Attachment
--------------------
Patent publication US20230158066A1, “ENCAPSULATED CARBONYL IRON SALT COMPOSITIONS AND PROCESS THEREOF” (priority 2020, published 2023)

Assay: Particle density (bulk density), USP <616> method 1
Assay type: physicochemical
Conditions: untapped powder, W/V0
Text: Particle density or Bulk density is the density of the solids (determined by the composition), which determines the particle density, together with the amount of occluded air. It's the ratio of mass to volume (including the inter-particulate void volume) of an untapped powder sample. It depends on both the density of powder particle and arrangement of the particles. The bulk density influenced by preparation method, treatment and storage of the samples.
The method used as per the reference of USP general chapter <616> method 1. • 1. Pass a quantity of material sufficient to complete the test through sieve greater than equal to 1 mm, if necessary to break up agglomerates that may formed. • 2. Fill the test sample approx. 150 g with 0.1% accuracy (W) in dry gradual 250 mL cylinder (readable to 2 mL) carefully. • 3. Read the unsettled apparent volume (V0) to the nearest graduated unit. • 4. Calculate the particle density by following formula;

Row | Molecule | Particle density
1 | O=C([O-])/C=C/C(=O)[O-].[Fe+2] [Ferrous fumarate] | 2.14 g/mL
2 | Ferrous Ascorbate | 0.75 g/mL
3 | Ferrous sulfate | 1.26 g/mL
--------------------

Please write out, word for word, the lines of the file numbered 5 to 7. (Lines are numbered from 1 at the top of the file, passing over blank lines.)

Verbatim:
Text: Particle density or Bulk density is the density of the solids (determined by the composition), which determines the particle density, together with the amount of occluded air. It's the ratio of mass to volume (including the inter-particulate void volume) of an untapped powder sample. It depends on both the density of powder particle and arrangement of the particles. The bulk density influenced by preparation method, treatment and storage of the samples.
The method used as per the reference of USP general chapter <616> method 1. • 1. Pass a quantity of material sufficient to complete the test through sieve greater than equal to 1 mm, if necessary to break up agglomerates that may formed. • 2. Fill the test sample approx. 150 g with 0.1% accuracy (W) in dry gradual 250 mL cylinder (readable to 2 mL) carefully. • 3. Read the unsettled apparent volume (V0) to the nearest graduated unit. • 4. Calculate the particle density by following formula;

Row | Molecule | Particle density